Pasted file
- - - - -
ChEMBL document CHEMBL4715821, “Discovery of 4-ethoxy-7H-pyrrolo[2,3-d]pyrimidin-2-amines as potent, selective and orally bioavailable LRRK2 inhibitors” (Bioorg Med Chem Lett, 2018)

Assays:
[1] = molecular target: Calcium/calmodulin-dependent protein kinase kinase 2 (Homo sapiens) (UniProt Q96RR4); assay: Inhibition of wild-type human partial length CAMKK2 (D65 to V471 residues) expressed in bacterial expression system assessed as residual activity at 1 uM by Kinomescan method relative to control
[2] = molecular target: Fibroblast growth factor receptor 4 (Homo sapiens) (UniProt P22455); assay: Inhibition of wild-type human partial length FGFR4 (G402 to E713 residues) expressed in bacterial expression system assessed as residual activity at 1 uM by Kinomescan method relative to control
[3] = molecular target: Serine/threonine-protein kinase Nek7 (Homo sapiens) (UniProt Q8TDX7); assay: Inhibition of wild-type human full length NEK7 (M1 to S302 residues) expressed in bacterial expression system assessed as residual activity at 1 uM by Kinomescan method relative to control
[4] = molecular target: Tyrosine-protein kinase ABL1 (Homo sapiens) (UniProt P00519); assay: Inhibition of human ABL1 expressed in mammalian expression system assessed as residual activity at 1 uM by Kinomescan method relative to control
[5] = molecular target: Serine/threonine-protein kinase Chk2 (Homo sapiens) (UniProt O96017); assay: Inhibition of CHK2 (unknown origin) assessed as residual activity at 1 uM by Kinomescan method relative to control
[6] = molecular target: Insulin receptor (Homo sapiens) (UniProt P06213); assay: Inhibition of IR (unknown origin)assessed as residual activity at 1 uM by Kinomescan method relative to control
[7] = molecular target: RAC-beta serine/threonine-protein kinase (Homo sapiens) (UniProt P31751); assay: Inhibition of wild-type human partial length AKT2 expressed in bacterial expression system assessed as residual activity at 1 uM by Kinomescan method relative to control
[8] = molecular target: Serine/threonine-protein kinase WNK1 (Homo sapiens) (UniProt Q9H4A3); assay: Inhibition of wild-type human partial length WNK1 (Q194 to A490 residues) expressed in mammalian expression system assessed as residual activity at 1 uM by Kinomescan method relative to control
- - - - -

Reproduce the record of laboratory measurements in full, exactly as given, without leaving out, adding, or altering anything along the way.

ChEMBL document CHEMBL4715821, “Discovery of 4-ethoxy-7H-pyrrolo[2,3-d]pyrimidin-2-amines as potent, selective and orally bioavailable LRRK2 inhibitors” (Bioorg Med Chem Lett, 2018)

Assays:
[1] = molecular target: Calcium/calmodulin-dependent protein kinase kinase 2 (Homo sapiens) (UniProt Q96RR4); assay: Inhibition of wild-type human partial length CAMKK2 (D65 to V471 residues) expressed in bacterial expression system assessed as residual activity at 1 uM by Kinomescan method relative to control
[2] = molecular target: Fibroblast growth factor receptor 4 (Homo sapiens) (UniProt P22455); assay: Inhibition of wild-type human partial length FGFR4 (G402 to E713 residues) expressed in bacterial expression system assessed as residual activity at 1 uM by Kinomescan method relative to control
[3] = molecular target: Serine/threonine-protein kinase Nek7 (Homo sapiens) (UniProt Q8TDX7); assay: Inhibition of wild-type human full length NEK7 (M1 to S302 residues) expressed in bacterial expression system assessed as residual activity at 1 uM by Kinomescan method relative to control
[4] = molecular target: Tyrosine-protein kinase ABL1 (Homo sapiens) (UniProt P00519); assay: Inhibition of human ABL1 expressed in mammalian expression system assessed as residual activity at 1 uM by Kinomescan method relative to control
[5] = molecular target: Serine/threonine-protein kinase Chk2 (Homo sapiens) (UniProt O96017); assay: Inhibition of CHK2 (unknown origin) assessed as residual activity at 1 uM by Kinomescan method relative to control
[6] = molecular target: Insulin receptor (Homo sapiens) (UniProt P06213); assay: Inhibition of IR (unknown origin)assessed as residual activity at 1 uM by Kinomescan method relative to control
[7] = molecular target: RAC-beta serine/threonine-protein kinase (Homo sapiens) (UniProt P31751); assay: Inhibition of wild-type human partial length AKT2 expressed in bacterial expression system assessed as residual activity at 1 uM by Kinomescan method relative to control
[8] = molecular target: Serine/threonine-protein kinase WNK1 (Homo sapiens) (UniProt Q9H4A3); assay: Inhibition of wild-type human partial length WNK1 (Q194 to A490 residues) expressed in mammalian expression system assessed as residual activity at 1 uM by Kinomescan method relative to control